We don’t get to see a whole lot of alternative Asian wedding inspiration, so I was thrilled when I received this bridal shoot with an edge from School of Rock graduate Rabbia Ali Shah from the Asian Wedding Ideas blog.
“Seeing the same Asian bridal images can start to get a little repetitive”, wrote Rabbia, “and the idea of something a little edgier is one that I had been thinking about for a while. Getting people on board wasn’t the easiest of task but getting in touch with wedding photographer Priti Shikotra, changed all that. She had similar thoughts about a shoot.”
“So we both set about drafting some mood boards and Priti found a location that would give us a contrast to the usual beauty and formality of Asian weddings. The concept was to inspire modern Indian brides and to show that looking gorgeous, didn’t just mean following conventional styling.”
“We wanted to keep some bridal elements of course like the dress and the henna, but by hitting the grimy streets of Manchester and experimenting with the hair and make up we fused the traditional Asian bride with an urban element.”
Tam & Rob had a wedding in three parts. Firstly a ceremony at Michelham Priory, East Sussex. “Michelham Priory is gorgeous”, began the bride. “We got married in a beautiful medieval barn.” Their reception was then held at Hawthbush Farm. They set up a marquee for an afternoon tea and then used the barn for a festival style party late into the night! “The farm is absolutely stunning. We felt very lucky when we found it. We had looked for a wedding venue for about 6 months and found it really hard to find somewhere that would let us do our own catering and didn’t charge ridiculous corkage. We also really wanted somewhere that our friends could camp. Hawthbush Farm is such a beautiful place and Toby and Lisa who own it are brilliant hosts. We stayed in the Cowshed and Piggery on the farm for a week before the wedding with loads of friends which was great fun. Lots of late nights preparing and making quite a big dent in the wedding wine!”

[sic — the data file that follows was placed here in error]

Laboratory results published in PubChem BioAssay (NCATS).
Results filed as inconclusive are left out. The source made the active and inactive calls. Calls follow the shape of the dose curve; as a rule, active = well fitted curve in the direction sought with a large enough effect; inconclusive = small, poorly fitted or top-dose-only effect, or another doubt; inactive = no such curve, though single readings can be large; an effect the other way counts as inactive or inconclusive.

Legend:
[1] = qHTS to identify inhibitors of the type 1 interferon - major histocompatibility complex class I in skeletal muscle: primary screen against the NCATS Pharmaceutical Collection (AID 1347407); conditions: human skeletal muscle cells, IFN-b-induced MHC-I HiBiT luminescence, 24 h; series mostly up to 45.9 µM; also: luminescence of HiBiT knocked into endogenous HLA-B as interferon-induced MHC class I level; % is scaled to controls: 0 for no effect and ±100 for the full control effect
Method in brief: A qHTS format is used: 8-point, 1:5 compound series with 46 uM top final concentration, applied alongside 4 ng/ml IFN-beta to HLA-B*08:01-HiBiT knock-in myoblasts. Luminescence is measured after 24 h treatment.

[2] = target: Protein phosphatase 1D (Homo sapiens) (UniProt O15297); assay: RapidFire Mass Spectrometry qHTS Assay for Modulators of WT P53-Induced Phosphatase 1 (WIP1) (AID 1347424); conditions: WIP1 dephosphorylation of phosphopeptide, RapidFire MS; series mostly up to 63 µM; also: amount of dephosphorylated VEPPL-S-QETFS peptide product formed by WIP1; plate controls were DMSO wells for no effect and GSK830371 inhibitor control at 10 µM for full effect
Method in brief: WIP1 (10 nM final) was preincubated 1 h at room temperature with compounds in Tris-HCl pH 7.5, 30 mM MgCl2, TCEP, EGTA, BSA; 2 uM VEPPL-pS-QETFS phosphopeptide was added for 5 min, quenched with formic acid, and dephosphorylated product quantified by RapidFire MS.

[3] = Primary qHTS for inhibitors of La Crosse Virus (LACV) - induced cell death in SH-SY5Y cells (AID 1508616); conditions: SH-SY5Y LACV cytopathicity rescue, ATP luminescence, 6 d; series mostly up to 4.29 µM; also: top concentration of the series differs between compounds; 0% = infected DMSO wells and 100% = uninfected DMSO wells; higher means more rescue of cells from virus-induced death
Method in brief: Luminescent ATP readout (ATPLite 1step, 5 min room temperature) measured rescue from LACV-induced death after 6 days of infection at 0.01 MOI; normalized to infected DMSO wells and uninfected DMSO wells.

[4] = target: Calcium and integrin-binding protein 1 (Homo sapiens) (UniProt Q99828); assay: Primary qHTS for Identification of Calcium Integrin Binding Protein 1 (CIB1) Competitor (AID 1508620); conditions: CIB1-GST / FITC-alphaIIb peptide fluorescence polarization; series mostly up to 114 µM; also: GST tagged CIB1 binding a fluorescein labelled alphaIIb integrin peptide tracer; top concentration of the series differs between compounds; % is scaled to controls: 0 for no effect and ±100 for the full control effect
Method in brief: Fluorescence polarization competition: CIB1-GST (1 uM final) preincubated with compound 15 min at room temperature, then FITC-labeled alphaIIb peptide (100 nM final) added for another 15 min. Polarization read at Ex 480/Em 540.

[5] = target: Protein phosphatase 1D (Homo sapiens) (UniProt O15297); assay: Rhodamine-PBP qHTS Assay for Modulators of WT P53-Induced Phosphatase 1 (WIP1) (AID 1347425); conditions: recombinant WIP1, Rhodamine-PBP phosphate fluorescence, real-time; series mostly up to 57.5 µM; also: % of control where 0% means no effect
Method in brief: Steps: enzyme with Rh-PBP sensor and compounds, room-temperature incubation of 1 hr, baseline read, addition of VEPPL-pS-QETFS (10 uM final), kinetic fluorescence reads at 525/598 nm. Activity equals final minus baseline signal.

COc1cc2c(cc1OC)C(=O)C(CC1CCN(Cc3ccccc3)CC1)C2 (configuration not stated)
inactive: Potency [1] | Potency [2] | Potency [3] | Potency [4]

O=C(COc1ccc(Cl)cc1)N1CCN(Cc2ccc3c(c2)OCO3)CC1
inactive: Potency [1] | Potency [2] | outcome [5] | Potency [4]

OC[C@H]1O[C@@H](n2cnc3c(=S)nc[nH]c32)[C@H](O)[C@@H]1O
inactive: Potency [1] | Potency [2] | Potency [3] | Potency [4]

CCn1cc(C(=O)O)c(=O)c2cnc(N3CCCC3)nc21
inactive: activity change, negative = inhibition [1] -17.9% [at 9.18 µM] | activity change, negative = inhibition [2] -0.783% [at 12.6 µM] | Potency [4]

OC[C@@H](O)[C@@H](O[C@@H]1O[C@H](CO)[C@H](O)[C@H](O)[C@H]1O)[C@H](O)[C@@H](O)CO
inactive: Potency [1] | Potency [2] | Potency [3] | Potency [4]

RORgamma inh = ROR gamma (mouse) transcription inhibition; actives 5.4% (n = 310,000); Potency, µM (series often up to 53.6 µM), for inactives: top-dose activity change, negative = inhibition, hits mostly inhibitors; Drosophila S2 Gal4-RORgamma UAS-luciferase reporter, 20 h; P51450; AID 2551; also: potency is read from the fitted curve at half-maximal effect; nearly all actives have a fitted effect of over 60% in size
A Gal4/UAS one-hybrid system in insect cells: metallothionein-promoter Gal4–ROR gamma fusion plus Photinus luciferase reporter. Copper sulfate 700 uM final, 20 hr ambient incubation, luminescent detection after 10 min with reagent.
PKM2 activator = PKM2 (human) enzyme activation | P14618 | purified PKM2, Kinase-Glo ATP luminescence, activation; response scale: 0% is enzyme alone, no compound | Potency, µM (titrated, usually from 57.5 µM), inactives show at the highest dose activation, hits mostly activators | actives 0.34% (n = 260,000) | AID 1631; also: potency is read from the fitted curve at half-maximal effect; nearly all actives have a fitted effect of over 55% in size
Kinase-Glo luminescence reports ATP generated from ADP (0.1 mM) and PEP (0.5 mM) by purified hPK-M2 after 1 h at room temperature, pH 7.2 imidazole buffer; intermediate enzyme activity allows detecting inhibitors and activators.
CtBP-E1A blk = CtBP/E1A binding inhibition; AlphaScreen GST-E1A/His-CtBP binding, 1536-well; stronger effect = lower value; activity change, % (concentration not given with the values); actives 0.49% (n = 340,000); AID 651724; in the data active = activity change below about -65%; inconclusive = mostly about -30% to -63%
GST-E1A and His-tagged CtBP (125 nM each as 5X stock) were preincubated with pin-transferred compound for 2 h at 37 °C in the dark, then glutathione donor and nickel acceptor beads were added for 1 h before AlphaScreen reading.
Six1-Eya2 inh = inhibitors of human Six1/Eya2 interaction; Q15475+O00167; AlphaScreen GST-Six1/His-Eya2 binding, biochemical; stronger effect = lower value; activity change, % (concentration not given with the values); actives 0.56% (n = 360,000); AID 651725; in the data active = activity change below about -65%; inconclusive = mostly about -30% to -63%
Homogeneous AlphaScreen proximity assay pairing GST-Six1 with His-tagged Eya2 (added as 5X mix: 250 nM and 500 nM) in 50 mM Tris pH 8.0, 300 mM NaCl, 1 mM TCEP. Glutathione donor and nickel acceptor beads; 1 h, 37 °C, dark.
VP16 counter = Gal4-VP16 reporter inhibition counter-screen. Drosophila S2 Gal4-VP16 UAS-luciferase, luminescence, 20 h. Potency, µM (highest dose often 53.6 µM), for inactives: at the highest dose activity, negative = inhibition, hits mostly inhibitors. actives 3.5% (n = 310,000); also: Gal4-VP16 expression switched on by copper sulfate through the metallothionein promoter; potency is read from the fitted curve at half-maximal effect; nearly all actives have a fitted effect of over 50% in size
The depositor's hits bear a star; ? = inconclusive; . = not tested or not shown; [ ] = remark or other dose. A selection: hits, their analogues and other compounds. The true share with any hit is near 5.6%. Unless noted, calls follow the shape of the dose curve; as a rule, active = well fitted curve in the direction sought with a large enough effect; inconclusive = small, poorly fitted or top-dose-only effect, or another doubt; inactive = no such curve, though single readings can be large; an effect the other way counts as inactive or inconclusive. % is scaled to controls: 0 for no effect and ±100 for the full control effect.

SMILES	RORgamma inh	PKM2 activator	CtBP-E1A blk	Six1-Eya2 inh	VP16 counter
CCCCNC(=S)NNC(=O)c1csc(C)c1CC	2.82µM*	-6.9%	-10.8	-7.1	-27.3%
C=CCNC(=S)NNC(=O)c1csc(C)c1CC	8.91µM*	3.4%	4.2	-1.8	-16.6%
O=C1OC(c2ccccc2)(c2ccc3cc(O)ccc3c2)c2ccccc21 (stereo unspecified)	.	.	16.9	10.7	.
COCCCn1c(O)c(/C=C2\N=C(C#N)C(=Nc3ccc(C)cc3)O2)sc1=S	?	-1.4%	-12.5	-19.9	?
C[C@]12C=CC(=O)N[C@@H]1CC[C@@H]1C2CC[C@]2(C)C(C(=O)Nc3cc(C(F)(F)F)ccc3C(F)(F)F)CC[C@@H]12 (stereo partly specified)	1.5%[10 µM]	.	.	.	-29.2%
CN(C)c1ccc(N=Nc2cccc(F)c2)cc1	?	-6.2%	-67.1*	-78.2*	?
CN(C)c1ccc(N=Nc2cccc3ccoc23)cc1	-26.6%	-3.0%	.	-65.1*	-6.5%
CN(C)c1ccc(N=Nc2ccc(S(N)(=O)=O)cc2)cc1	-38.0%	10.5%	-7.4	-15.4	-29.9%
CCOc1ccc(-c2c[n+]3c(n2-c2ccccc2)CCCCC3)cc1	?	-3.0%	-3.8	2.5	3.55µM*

“We really wanted a fun wedding which guests would enjoy”, Tam continued. “Rob & I decided we would split the day into three, so we had the ceremony, the afternoon tea with games then an evening party. I think having three different venues with lots of entertainment was fun for the guests and us!”
After the ceremony, the couple actually had a second one – a traditional Indian wedding ceremony. “My dad is Indian so after the wedding ceremony everyone had a glass of Pimms and then gathered round for a traditional Parsee ceremony called a ‘Mado Soro’. The ceremony is a blessing for the couple to wish them good fertility and a fruitful marriage. My dad explained what was going on to all the guests and what the ceremony meant. We were presented with the most amazing fresh flower garlands that my cousins had bought over from Thailand. A fruit tree was planted by my brother while prayers were said by other relatives. An egg was passed round Rob’s head three times then thrown to the ground and broken. A coconut was then smashed on the floor. Everyone then threw rice and confetti.”
Back in February 2011 I was at exhibiting at the first Designer Vintage Bridal Show, Birmingham. Luckily for me the organisers plonked my stand right next to one of my ultimate besties, wedding photographer Emma Case. On the second day of the show in walked bride-to-be Aneesha, who had decided she wanted Emma to capture her 2012 wedding. After chatting about wedding planning, blogging and photography Annesha went upstairs to try on wedding dresses. Always one to get excited about this part of wedding planning Emma & I followed to see what the bride-to-be would pick. Aneesha & Ed were having a traditional Indian ceremony in the morning, but for the evening reception they wanted to change into western wedding attire. As soon as Aneesha tried on the slinky Yevonde by Jenny Packham the tears started to fall and we all knew it was the dress for her (photos nearer the end of this post).
I’m honoured that I was allowed to witness this experience and I’m even more thrilled that today I get to share their full wedding story with you.
The ceremony was held at Shri Ravidass Temple in Walsall, with the after party/reception going down at Berrow Court, Edgbaston, Birmingham.
“As our day was a mixed cultured wedding it was so important to us that our guests felt comfortable at all times”, Aneesha told me. “The only way I could do that was to keep them well informed. I did this by our wedding website, emails and Facebook messages. We also invited friends and family to the temple before the wedding day so they knew what to expect, I even had printouts made about what the meanings were was behind each parts of the ceremony.”